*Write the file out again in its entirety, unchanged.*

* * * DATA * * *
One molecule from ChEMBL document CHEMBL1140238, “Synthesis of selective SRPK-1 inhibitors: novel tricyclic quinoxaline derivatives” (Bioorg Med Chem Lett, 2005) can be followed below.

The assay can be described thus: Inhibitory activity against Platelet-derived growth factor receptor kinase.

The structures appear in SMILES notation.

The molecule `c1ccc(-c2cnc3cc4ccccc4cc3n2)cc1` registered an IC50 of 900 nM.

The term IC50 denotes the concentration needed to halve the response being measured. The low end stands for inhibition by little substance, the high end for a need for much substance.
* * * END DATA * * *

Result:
One molecule from ChEMBL document CHEMBL1140238, “Synthesis of selective SRPK-1 inhibitors: novel tricyclic quinoxaline derivatives” (Bioorg Med Chem Lett, 2005) can be followed below.

The assay can be described thus: Inhibitory activity against Platelet-derived growth factor receptor kinase.

The structures appear in SMILES notation.

The molecule `c1ccc(-c2cnc3cc4ccccc4cc3n2)cc1` registered an IC50 of 900 nM.

The term IC50 denotes the concentration needed to halve the response being measured. The low end stands for inhibition by little substance, the high end for a need for much substance.